Process leads to vision and goals for transit in Powell River

Committee develops document outlining direction for system

A vision, a series of goals and an action list have been developed for Powell River’s transit system.

At the committee of the whole meeting on January 14, city sustainability planner Ana Lukyanova presented a report on the system.

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She said committee of the whole received a presentation from BC Transit representatives on November 19, 2019.

“There was a presentation on our transit system and a really good discussion and a lot of questions to BC Transit,” said Lukyanova. “What would really be helpful to them is to have a list of goals we have for our transit so they can have it clearly articulated to them. They can then use that to do ongoing planning work they do with us.”

Lukyanova said at that meeting, councillors referred the matter of creating those goals to the climate change mitigation and adaptation committee (CCMAC). She said the committee has met and came up with a Powell River transit system vision and goals document. A lot of the formative work was done using goals the city already has in the integrated community sustainability plan, the official community plan and other documents, she added.

“It was just a matter of pulling it together in one document so we can communicate it to BC Transit,” said Lukyanova.

The vision statement is for an efficient, convenient, reliable, accessible and affordable public transit system that is well-used by the community, contributing to a sustainable, vibrant and equitable quality of life in Powell River.

Lukyanova said the committee came up with seven goals to support the vision. The first, growing ridership, is tied to the official community plan, with the second, to be direct and connect the community’s key centres. The CCMAC felt the current system requires transfers, which adds to the time and takes much longer than a car trip. There is an opportunity to look at more direct routes, said Lukyanova.

The third goal is working effectively with other modes of transportation. Lukyanova said that was a comment about city routes not always aligning with regional buses. Being efficient and cost effective involves getting more people on the buses, which reduces costs and emissions per ride, which is improving efficiencies, she added.

Being safe and accessible to all acknowledges the aging population and makes sure people who cannot ride conventional buses can make use of the handyDART service.

The sixth point is about reducing community greenhouse gas emissions. This would involve shifting automobile trips to transit and other forms of active transportation, reducing emissions per trip through increased ridership, plus incorporating zero-emission buses.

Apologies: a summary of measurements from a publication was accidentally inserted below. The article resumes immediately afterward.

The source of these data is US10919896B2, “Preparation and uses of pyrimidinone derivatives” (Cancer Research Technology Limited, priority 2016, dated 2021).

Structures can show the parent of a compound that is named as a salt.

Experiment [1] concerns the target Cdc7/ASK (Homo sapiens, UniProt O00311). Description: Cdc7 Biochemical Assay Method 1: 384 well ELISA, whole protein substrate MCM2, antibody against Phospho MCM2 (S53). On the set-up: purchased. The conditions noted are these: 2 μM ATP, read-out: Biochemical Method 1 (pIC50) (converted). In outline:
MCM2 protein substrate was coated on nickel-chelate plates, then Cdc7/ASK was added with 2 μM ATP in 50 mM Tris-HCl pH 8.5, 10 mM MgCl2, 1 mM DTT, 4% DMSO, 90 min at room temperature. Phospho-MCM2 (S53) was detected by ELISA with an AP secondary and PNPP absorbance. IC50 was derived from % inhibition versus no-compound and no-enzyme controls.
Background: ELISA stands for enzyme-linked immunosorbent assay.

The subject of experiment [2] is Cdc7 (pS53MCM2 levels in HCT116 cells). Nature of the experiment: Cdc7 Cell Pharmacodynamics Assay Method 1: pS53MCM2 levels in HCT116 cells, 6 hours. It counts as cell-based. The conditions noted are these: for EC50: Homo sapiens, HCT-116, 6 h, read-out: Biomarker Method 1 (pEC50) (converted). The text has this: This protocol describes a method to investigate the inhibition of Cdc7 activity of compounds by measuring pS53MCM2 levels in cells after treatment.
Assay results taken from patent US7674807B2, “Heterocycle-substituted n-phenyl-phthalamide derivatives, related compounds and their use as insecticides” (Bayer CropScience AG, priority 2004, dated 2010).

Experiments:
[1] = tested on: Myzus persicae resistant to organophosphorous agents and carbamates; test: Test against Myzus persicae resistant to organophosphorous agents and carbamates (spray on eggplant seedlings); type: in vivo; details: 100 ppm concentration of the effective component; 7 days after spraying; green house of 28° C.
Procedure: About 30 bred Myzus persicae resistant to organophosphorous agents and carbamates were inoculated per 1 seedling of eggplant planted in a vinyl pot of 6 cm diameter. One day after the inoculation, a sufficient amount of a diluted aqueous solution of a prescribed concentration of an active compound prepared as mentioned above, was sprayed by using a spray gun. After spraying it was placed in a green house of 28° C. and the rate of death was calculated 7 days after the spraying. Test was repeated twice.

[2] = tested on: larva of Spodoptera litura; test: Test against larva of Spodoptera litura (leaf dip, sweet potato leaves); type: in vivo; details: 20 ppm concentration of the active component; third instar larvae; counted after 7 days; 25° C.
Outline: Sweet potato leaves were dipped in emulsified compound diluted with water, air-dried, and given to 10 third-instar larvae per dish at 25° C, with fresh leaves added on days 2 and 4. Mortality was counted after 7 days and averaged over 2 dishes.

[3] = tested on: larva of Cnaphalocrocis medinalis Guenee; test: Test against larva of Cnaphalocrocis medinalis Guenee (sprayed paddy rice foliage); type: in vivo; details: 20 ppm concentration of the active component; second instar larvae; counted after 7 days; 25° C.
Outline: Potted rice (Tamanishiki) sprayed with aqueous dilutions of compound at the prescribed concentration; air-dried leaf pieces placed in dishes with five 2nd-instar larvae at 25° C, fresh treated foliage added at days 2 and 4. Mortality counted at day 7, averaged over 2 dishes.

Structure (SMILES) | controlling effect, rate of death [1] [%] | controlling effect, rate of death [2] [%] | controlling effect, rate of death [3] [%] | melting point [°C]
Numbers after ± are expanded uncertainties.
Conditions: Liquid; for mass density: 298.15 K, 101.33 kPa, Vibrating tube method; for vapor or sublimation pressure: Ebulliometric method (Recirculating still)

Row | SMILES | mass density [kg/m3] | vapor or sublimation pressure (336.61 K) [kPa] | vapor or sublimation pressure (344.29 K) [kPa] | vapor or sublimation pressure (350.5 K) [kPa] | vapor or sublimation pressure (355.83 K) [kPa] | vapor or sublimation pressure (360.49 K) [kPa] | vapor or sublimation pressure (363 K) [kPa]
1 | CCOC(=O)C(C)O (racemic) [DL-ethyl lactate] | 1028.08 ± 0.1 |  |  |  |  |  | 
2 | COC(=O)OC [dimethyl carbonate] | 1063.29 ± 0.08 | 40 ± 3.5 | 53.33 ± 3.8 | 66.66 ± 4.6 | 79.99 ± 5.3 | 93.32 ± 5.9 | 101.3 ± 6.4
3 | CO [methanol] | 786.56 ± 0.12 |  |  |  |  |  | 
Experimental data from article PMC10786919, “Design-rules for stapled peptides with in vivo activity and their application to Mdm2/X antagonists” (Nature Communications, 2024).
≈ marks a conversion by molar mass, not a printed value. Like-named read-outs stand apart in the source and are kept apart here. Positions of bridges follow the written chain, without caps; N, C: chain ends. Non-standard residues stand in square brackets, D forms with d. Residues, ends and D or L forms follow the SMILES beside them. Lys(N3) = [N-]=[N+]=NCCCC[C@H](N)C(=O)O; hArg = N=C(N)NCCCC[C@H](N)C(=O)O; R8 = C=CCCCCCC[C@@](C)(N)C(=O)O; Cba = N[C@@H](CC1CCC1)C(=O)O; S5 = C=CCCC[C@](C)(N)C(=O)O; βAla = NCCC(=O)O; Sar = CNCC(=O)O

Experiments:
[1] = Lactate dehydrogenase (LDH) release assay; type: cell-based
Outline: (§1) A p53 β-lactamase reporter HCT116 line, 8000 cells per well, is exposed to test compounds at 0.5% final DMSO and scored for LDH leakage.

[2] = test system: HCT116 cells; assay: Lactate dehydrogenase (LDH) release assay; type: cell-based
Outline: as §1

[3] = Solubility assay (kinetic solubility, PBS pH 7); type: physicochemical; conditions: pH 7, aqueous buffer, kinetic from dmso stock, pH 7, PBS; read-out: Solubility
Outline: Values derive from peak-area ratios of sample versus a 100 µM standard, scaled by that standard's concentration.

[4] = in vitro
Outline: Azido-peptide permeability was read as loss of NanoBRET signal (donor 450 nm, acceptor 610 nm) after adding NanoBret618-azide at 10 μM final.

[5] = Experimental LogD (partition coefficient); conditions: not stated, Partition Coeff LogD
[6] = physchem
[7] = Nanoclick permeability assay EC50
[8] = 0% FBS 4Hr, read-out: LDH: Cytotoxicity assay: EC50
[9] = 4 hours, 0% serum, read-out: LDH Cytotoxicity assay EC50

The final goal is being agile, technologically innovative and customer focused. Lukyanova said there was a feeling that a better job can be done integrating schedules and services such as Google Maps so people can look up their destination and see exactly when the next bus is leaving.

The document also lists 12 actions to support those goals. One explores free transit; the main concern of BC Transit is the city fully understanding revenue implications. Capacity on some routes was also a concern.

Councillor CaroleAnn Leishman said there are efficiencies that can be affected and good ideas in the list of actions and goals.

“I fully support working with BC Transit to try and establish the goals and work on a better system,” she added.

Councillor George Doubt said the CCMAC has done a good job putting together a list of things leading to actions, but it stops a little short of the vision and actions he wants to see. He said wants to see the vision extend to a regional transit system, including the Sunshine Coast, and transit between Lund and North Vancouver, which he thinks is possible.

Lukyanova said when the committee had its discussions, there was a definite focus on the city runs.

“We didn’t reach beyond the city, and we could have,” said Lukyanova.

Doubt said he wants to have a little more clear language, so it can be expressed in the report that it can be a valuable goal to have a regional transit authority to take people from Lund to the Lower Mainland at some point.

“If we don’t see it as a goal, we’ll never get there,” said Doubt.

Mayor Dave Formosa said that is actually happening. There is a paratransit bus concept in play now that would take riders from Powell River through to Horseshoe Bay, he added.

“One bus, financed by all of us, would take the concept into play,” said Formosa, adding that when the city talked to BC Transit at the Union of BC Municipalities convention, they were all over helping get this done. Formosa said it is very doable.

Lukyanova’s report has been referred to city council, for staff to work with BC Transit on the implementation of the Powell River transit system vision and goals prepared by the CCMAC.

Copyright © Powell River Peak


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